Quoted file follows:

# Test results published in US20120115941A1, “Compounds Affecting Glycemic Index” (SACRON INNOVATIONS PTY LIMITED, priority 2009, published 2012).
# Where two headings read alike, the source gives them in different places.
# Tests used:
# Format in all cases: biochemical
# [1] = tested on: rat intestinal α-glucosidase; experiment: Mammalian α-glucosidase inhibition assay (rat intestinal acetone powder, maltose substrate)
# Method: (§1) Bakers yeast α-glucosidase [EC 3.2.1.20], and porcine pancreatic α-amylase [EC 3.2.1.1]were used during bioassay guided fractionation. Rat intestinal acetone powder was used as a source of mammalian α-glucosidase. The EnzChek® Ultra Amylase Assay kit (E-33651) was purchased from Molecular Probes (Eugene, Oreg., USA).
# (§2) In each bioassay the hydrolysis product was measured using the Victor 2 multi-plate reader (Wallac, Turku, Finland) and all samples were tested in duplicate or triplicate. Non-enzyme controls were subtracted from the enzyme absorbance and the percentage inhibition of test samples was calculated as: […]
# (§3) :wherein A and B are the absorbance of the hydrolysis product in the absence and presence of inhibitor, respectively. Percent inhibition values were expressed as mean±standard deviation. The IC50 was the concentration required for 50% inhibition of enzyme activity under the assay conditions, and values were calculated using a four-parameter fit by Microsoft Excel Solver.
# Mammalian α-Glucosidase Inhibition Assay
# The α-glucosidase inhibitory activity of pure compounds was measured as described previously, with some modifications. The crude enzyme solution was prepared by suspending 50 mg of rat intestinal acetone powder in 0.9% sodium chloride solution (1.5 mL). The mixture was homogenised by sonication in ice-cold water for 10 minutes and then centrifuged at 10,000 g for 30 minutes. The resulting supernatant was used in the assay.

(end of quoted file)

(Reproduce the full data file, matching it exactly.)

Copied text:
# Test results published in US20120115941A1, “Compounds Affecting Glycemic Index” (SACRON INNOVATIONS PTY LIMITED, priority 2009, published 2012).
# Where two headings read alike, the source gives them in different places.
# Tests used:
# Format in all cases: biochemical
# [1] = tested on: rat intestinal α-glucosidase; experiment: Mammalian α-glucosidase inhibition assay (rat intestinal acetone powder, maltose substrate)
# Method: (§1) Bakers yeast α-glucosidase [EC 3.2.1.20], and porcine pancreatic α-amylase [EC 3.2.1.1]were used during bioassay guided fractionation. Rat intestinal acetone powder was used as a source of mammalian α-glucosidase. The EnzChek® Ultra Amylase Assay kit (E-33651) was purchased from Molecular Probes (Eugene, Oreg., USA).
# (§2) In each bioassay the hydrolysis product was measured using the Victor 2 multi-plate reader (Wallac, Turku, Finland) and all samples were tested in duplicate or triplicate. Non-enzyme controls were subtracted from the enzyme absorbance and the percentage inhibition of test samples was calculated as: […]
# (§3) :wherein A and B are the absorbance of the hydrolysis product in the absence and presence of inhibitor, respectively. Percent inhibition values were expressed as mean±standard deviation. The IC50 was the concentration required for 50% inhibition of enzyme activity under the assay conditions, and values were calculated using a four-parameter fit by Microsoft Excel Solver.
# Mammalian α-Glucosidase Inhibition Assay
# The α-glucosidase inhibitory activity of pure compounds was measured as described previously, with some modifications. The crude enzyme solution was prepared by suspending 50 mg of rat intestinal acetone powder in 0.9% sodium chloride solution (1.5 mL). The mixture was homogenised by sonication in ice-cold water for 10 minutes and then centrifuged at 10,000 g for 30 minutes. The resulting supernatant was used in the assay.